The Center for Exhibition Industry Research (CEIR) has issued a new report providing fresh insight into attendee preferences, whom they hope to meet and the characteristics of exhibit staff that best resonates with them.
“Attendees regard exhibit staff as the face of the company. It is their chance to engage face-to-face with the people behind an organization and brand,” said Nancy Drapeau, research director, CEIR. “This human interaction gives exhibitors the unique chance to make a powerful connection that can translate into new business for their long-term success. Having staff with the right job functions, level of experience and demeanor is key to positioning an exhibiting organization for success.”
The report is part of a series from CEIR examining The Role and Value of Face-to-Face Interaction Study Series entitled “Exhibition Staff Practice Summaries.” Exhibitor practices are compared with attendee preferences, providing a useful industry benchmark tool to assist exhibitors in planning their exhibit-staffing approach and providing insights to help exhibitors prioritize where to focus.
This new report is a companion to the last report CEIR released from this series, Purchase Process and Customer Relationships. Results of the earlier report highlight the critical role exhibit staff can play in shaping a positive experience with and image of their companies. That study revealed that the majority of attendees prefer one-on-one interaction with exhibit personnel for face-to-face interaction. It also confirms the face-to-face interaction at exhibitions is very important at specific points in the purchase process.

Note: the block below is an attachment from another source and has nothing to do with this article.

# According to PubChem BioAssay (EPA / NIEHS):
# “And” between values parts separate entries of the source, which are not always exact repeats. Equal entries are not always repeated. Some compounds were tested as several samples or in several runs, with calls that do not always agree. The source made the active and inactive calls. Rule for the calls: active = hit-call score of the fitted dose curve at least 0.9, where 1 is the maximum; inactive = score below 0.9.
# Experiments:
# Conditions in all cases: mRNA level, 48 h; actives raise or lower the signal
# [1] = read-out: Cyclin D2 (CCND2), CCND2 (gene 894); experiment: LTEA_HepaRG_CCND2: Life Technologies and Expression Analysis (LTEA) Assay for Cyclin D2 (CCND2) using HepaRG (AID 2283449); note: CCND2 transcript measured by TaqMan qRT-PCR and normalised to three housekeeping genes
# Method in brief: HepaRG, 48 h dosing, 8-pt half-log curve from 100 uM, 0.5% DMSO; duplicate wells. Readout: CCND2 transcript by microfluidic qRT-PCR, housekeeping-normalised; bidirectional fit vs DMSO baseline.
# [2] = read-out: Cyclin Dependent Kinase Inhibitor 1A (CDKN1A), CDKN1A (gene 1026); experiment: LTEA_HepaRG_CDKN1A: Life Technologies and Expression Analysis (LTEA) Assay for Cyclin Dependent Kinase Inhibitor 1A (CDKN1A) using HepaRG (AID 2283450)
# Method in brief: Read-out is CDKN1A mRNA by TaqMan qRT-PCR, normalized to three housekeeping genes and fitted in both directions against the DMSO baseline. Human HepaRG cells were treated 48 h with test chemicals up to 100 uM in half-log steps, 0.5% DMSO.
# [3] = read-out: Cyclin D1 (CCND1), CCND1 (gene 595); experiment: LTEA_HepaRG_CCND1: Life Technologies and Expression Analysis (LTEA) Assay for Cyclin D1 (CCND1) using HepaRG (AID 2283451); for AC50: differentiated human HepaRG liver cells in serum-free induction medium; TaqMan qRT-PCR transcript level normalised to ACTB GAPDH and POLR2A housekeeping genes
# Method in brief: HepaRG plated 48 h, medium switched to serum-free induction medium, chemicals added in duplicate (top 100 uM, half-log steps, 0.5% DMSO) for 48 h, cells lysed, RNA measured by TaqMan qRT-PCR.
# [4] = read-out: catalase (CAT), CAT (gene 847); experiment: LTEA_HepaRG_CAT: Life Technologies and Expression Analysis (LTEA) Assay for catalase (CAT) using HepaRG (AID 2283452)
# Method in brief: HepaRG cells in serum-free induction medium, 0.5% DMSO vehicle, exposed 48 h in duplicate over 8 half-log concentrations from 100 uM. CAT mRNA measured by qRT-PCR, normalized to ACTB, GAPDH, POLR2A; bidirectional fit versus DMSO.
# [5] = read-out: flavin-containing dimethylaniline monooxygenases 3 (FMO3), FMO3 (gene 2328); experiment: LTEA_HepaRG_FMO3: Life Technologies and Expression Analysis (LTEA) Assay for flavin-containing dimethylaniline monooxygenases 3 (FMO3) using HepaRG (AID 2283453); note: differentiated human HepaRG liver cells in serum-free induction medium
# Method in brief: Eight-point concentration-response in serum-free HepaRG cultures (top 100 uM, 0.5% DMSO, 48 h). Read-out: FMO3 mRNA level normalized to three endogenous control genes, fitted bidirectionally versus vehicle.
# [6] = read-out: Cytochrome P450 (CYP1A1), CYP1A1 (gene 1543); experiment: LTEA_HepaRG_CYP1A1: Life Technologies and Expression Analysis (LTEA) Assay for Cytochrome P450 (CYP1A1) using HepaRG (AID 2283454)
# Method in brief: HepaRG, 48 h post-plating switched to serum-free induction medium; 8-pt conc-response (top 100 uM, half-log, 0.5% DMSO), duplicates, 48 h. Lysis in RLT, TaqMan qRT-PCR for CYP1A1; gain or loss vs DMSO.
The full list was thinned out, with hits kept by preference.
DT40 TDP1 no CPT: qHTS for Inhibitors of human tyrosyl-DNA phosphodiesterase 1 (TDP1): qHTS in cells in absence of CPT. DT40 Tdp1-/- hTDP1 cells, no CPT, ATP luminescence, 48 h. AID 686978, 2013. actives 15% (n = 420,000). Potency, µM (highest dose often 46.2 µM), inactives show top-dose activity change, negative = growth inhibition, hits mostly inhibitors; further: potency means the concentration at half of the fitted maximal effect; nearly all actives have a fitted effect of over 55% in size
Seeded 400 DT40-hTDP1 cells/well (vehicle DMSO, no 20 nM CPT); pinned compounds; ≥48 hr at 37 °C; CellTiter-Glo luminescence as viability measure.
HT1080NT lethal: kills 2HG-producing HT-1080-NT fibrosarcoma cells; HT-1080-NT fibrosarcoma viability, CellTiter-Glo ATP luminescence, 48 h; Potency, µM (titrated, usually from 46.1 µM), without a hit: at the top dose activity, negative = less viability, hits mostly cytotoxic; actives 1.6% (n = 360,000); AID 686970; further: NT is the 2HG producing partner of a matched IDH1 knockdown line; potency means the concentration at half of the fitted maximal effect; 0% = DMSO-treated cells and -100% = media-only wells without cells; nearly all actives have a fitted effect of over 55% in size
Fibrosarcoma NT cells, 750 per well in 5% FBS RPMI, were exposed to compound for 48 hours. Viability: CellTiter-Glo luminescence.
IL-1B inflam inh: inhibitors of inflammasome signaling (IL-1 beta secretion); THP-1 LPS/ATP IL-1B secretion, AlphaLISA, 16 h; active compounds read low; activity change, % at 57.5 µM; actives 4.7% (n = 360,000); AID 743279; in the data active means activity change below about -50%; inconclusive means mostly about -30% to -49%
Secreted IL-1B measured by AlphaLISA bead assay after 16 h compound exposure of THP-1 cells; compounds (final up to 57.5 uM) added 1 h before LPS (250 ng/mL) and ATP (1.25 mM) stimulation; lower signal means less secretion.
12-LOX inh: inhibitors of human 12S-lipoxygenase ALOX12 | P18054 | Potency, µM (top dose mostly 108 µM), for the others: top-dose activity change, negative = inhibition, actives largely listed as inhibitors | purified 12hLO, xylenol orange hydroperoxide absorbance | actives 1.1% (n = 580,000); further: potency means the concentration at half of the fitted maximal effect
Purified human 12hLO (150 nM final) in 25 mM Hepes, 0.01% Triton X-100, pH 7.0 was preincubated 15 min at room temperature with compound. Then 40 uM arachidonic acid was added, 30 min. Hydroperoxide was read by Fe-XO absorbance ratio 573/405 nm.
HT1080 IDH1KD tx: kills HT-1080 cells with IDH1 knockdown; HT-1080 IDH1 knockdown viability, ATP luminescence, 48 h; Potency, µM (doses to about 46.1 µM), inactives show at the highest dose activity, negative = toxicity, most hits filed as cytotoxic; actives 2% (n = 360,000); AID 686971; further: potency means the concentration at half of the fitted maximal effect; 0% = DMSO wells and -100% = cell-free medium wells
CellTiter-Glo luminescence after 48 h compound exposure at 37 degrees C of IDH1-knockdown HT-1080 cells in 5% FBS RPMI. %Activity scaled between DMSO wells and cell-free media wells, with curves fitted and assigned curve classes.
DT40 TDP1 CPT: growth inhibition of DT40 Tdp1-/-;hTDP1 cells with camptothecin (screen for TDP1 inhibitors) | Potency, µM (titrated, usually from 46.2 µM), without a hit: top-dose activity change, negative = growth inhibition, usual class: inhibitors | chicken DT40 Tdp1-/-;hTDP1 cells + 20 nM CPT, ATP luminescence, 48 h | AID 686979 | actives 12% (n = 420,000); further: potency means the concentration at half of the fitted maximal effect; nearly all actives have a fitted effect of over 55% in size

Other noteworthy findings include:
• One of the top-ranked attributes attendees look for in exhibitor staff is knowledge about the company’s product or solution (94 percent).
• The sales/marketing job function typically represented among exhibit booth staff is well aligned with attendee preferences. Some 56 percent of attendees indicated a preference for meeting with exhibit staff working in this capacity.
• The report does reveal a gap between attendee preferences and exhibitor staffing, an opportunity for exhibitors to seize. One-half of attendees hope to meet research and development staff while only 3 percent of exhibitors on average make this staff available. Exhibitors might be missing an opportunity to capture market feedback that could lead to product enhancements or new offerings.
The report provides findings on other exhibit staff characteristics, trends on number of staffing and plans for the near-term future. It also evaluates exhibit staff training practices. The ongoing study series examines the long-term value of face-to-face marketing and exhibitions, particularly in light of major economic fluctuations and the influx of technology and alternative-marketing tactics, including digital media. More than 9,000 attendees and 800 exhibitors participated in this initiative. The study was made possible by a grant from the Exhibition Industry Foundation.
CEIR serves to advance the growth, awareness and value of exhibitions and other face-to-face marketing events by producing and delivering knowledge-based research tools that enable stakeholder organizations to enhance their ability to meet current and emerging customer needs, improve their business performance and strengthen their competitive position.